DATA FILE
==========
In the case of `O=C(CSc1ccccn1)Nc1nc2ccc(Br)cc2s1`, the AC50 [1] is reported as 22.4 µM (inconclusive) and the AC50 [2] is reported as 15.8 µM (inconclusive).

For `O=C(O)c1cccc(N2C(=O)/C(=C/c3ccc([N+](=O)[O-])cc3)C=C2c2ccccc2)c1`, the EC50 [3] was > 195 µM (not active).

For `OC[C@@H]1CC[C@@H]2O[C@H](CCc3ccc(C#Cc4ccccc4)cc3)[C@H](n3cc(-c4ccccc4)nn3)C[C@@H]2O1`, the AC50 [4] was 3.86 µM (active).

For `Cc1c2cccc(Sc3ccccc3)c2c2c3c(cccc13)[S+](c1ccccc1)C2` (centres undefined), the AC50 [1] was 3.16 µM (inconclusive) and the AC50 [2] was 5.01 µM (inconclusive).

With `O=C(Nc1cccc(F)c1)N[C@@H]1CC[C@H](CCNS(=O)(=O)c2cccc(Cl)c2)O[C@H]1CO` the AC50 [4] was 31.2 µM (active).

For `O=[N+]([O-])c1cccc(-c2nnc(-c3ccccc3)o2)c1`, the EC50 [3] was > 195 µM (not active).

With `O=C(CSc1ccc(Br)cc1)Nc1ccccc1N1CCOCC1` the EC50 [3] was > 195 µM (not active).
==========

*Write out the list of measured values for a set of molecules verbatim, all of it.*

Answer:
In the case of `O=C(CSc1ccccn1)Nc1nc2ccc(Br)cc2s1`, the AC50 [1] is reported as 22.4 µM (inconclusive) and the AC50 [2] is reported as 15.8 µM (inconclusive).

For `O=C(O)c1cccc(N2C(=O)/C(=C/c3ccc([N+](=O)[O-])cc3)C=C2c2ccccc2)c1`, the EC50 [3] was > 195 µM (not active).

For `OC[C@@H]1CC[C@@H]2O[C@H](CCc3ccc(C#Cc4ccccc4)cc3)[C@H](n3cc(-c4ccccc4)nn3)C[C@@H]2O1`, the AC50 [4] was 3.86 µM (active).

For `Cc1c2cccc(Sc3ccccc3)c2c2c3c(cccc13)[S+](c1ccccc1)C2` (centres undefined), the AC50 [1] was 3.16 µM (inconclusive) and the AC50 [2] was 5.01 µM (inconclusive).

With `O=C(Nc1cccc(F)c1)N[C@@H]1CC[C@H](CCNS(=O)(=O)c2cccc(Cl)c2)O[C@H]1CO` the AC50 [4] was 31.2 µM (active).

For `O=[N+]([O-])c1cccc(-c2nnc(-c3ccccc3)o2)c1`, the EC50 [3] was > 195 µM (not active).

With `O=C(CSc1ccc(Br)cc1)Nc1ccccc1N1CCOCC1` the EC50 [3] was > 195 µM (not active).